From the view of contemporary art, which revolves around movements and historical groupings, Alessandro Keegan‘s seraphitic paintings belong to the past.

Read any review on painting or painters these days and it is sure to include some sort of declaimer on the obsolescence of the medium itself. And yet we keep writing about it. Buyers keep on buying paintings and artists keep making them. Is it just habit? Indeed, have we yet to shed our full obedience to the formalizations of tradition? Or has industrialization and digitization just not crushed craftsmanship to the degree that some have suggested?

In the case of Keegan, the decision to forge ahead seems fully conscious. A quick glimpse at his Facebook page shows the artist mixing snapshots of his own work with that of recently-viewed inspirations: Marjorie Cameron, Bosch, Váchal.

Keegan’s paintings most often evoke Oehlen and Dali; photorealistic renderings of unreal physiology combine with an undulating, swirling sense of color and movement that gives life to an enchanted spirit world running parallel to our own. Shapes and bodies, as in Erotic Dreams in the Witch House (2015), often condense to create collage-like faces, ala Arcimboldo. Interest in witchcraft and other occultic subject-matter also give Keegan’s figures a hint of the expressionist and horrific, as in Goya.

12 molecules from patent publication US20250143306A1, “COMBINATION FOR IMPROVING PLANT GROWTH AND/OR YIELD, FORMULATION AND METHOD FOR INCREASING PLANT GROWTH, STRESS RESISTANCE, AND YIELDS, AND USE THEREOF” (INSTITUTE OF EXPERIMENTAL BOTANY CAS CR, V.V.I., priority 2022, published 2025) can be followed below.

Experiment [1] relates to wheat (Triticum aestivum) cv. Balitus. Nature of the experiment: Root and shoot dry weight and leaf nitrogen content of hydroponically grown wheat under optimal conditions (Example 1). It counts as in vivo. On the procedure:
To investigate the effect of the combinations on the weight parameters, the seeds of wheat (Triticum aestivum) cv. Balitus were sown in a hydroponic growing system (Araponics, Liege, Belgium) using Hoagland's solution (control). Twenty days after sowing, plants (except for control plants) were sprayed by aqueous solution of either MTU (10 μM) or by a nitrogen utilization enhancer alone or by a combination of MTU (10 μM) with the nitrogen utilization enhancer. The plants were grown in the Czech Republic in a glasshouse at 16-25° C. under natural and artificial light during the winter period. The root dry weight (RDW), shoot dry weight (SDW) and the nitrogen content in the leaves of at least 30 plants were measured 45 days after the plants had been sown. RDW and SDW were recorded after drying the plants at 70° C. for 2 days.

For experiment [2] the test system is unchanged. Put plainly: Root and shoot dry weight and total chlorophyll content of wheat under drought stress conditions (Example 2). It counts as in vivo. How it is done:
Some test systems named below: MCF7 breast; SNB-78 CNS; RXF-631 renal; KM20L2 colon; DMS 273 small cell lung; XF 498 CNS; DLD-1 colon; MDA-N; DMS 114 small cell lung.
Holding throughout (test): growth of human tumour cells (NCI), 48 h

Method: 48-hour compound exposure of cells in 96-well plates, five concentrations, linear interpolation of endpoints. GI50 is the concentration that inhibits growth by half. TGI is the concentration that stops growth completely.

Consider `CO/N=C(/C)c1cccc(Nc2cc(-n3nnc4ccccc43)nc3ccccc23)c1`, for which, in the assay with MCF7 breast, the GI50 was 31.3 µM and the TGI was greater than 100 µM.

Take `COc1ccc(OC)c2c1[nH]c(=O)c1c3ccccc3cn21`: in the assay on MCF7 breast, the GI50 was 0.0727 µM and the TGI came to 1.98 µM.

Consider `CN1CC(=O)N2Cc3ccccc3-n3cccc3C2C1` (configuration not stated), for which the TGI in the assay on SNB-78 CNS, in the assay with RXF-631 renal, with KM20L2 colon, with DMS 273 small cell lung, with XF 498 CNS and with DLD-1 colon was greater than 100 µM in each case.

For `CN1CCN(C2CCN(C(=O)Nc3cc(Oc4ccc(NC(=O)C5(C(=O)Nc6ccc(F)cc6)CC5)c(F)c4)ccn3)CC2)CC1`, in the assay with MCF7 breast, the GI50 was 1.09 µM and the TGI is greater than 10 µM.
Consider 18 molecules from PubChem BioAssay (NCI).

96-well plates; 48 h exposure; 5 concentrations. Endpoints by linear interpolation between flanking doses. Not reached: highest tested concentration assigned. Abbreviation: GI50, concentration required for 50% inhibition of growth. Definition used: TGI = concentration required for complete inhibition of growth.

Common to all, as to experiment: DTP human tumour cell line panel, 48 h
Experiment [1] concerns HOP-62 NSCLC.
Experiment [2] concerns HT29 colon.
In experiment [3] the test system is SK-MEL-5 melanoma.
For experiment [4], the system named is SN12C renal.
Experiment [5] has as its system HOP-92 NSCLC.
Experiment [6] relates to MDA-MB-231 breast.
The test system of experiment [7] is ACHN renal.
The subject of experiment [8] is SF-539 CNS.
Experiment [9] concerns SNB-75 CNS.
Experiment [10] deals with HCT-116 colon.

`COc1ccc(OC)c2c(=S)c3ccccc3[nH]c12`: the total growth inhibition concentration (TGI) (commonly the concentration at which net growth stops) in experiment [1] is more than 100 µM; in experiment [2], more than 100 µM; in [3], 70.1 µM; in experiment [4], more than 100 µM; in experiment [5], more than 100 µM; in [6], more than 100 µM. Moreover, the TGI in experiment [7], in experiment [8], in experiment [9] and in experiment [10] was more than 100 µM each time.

In fact, the historical comes so strongly to bear on Keegan’s art that it’s as if the very spirit of art history haunts his tiniest of gestures. Yet where the paintings should haunt, they instead delight; where they might evoke existential crisis, there is unrepentant wonder.

A personal favorite is The End of Harmony in 1910 (2015), a large-scale work in oil, with mica flakes, broken cymbal parts, and other mixed media on canvas. Its title suggests an exact moment—a rupture of sorts—where one thing ends and another, less coordinated, begins. One is inclined to guess at a political event of 1910, or the emergence of some technology or manifesto that broke boldly with the past and rendered Keegan’s sinewy, plangent humanoids obsolete.

They, like painting itself, struggle on—in luminous shades of blue and turquoise, sensuous reds and medieval golds. In fact, artists like Keegan make a real case for the necessity of magic in a rigorously scientific age. Look long enough and the voices filter through: ‘Stops the drones! Turn off your cell phone! Drink once more from the cup of wonder!’ (Brian Chidester)

"Erotic Dreams in the Witch House" (2015), oil and one rupee coin on wood, 18"x24".

“Erotic Dreams in the Witch House” (2015), oil and one rupee coin on wood, 18″x24″.

"Justine's Divine Retribution" (2015), oil, mica, gold pigment and three euro coins on wood, 18"x24".

“Justine’s Divine Retribution” (2015), oil, mica, gold pigment and three euro coins on wood, 18″x24″.

"The End of Harmony in 1910" (2015), oil, mica flakes, interference pigment, broken cymbal parts and other mixed media on canvas, 52"x54".

“The End of Harmony in 1910″ (2015), oil, mica flakes, interference pigment, broken cymbal parts and other mixed media on canvas, 52″x54″.